I've been reading Max Hastings' ARMAGEDDON, which is about the last year of WWII in Europe, from D-Day to the German surrender. It's a door-stopper of a book, but he's a very skillful writer, and he lays out the campaign in vivid detail. He
tells the story from the shifting points of view of the four major armies, British, American, German, and Russian, and he makes even as confusing a fight as Arnhem transparent in its folly. (Hastings doesn't suffer fools gladly, and Montgomery comes in for his lumps, but so do quite a few others.) I highly recommend it.
Now, he's got a book out about the origins of the First World War, called CATASTROPHE. You'd think this ground had been pretty thoroughly plowed, but Hastings revisits an earlier argument, that Germany was the primary belligerent, and is most at fault for starting the war.
Many of us, probably, take for granted the received wisdom that Europe's major players in 1914 went over the cliff like lemmings, helpless in the grip of events they couldn't control, both the Entente and the Central Powers caught in a tangle of alliances that didn't allow them any wiggle room. This is the case Barbara Tuchman makes in THE GUNS OF AUGUST, still the most influential history of events, and her view is backed up by Sir John Keegan and Paul Fussell, among others, but it wasn't always so. Winston Churchill always held Germany responsible, as did a number of his contemporaries, John Buchan, for one. (Churchill is in fact known to think that both wars were continuous, and that the years from 1918 to 1939 were no more than a static interlude of false hope.) This is why Woodrow Wilson had such a tough sell at Versailles, because Clemenceau and the Brits insisted that the Germans accept full blame, and pay crippling reparations. The humiliation of the peace, and the collapse of the German economy, almost certainly led to Weimar's paralysis, and the rise of Hitler.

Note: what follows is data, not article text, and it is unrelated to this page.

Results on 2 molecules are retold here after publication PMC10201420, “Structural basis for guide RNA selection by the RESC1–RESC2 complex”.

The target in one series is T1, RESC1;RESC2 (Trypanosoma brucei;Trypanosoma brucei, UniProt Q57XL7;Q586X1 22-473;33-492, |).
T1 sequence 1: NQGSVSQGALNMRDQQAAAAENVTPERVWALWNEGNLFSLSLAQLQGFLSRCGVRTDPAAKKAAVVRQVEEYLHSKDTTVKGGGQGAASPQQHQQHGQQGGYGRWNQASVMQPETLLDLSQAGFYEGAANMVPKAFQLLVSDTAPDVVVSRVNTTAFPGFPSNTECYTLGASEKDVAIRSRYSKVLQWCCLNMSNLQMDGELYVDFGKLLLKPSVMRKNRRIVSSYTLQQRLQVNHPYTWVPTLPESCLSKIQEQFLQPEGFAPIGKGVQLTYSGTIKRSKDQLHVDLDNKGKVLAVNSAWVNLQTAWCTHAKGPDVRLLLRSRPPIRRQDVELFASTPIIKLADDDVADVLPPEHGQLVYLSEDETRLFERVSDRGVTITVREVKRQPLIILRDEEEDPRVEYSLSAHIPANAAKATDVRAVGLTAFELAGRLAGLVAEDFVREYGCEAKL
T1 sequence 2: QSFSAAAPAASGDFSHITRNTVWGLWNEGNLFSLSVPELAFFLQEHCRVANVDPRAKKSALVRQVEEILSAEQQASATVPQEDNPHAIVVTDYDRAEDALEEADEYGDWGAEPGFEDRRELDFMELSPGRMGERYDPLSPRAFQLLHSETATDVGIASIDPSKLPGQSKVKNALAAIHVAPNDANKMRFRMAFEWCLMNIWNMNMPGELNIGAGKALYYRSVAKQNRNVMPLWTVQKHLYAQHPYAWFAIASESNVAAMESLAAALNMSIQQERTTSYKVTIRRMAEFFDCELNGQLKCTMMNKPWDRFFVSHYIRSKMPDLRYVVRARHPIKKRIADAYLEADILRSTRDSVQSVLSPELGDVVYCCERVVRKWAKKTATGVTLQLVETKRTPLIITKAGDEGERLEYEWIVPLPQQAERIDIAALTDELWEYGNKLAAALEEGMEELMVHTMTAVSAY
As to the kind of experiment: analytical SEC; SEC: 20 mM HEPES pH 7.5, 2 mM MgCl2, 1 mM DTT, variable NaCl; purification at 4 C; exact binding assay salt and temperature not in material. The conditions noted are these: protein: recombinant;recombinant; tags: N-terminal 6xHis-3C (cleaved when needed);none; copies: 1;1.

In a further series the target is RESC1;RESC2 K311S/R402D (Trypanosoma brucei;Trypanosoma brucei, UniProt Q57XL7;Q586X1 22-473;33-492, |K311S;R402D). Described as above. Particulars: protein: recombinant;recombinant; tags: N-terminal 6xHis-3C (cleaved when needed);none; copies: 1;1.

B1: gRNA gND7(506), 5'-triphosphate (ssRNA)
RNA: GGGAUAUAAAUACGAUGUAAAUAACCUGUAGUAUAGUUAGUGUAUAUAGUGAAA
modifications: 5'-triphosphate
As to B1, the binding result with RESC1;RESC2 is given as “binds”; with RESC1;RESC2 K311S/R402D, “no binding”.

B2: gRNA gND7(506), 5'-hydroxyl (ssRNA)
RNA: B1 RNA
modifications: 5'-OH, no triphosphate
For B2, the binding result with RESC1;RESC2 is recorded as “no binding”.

So the calamity of 1914 is well worth another look, and Hastings takes a very contrary position. In his reading, Germany is the aggressor, and Russia, France, and Great Britain were forced into the war by necessity. Germany was at this time Britain's chief rival, both in Europe and the world. They challenged Britain's fleet, and British colonial interests, in Africa and elsewhere. Britain's fortunes, politically and economically, rested on a stable international order. German amibitions upset that order. After the June, 1914, assassination of the Archduke Franz Ferdinand, by a Bosnian nationalist, London had every reason to believe Berlin would exploit the Balkan crisis. Leaving aside the fact that Austria-Hungary had its own internal tensions, Germany did indeed turn the situation to their advantage. Their intention, if they could persuade France to remain neutral, was to attack Russia, but avoid a war on two fronts. In the event, when Germany invaded Belgium that August, beginning their offensive in the West, to eliminate the French threat, everybody's calculations went off the rails. You have to look at the chronology of mobilization, which is complicated, and then decide whether Germany was bluffing, or trying to buy the pot, without in fact going to war, but it seems to me Hastings has got it right. The actions of the British, the French, and the Russians were taken in reaction to German saber-rattling. A general European war might never have happened, if Germany had shown any interest in conciliation, but their air was to dismantle British hegemony, and establish a German one, in central Europe, annexing Poland, and across their colonial empire, particularly in central Africa. The result, in a word, was catastrophe, for all involved.
The sense that nobody in particular caused the war,that it was a slide over the brink, brought on by accident, mutual suspicion, intransigence, or denial---Christopher Clark's book about it is called THE SLEEPWALKERS---is somehow oddly comforting, as if we're not responsible for history, which has its own logic and momentum, and sweeps us away, captive to a fall of the dice. But man makes history, for good or ill. We're captive to our own nature. In the end, nothing is written, and the waters are uncharted.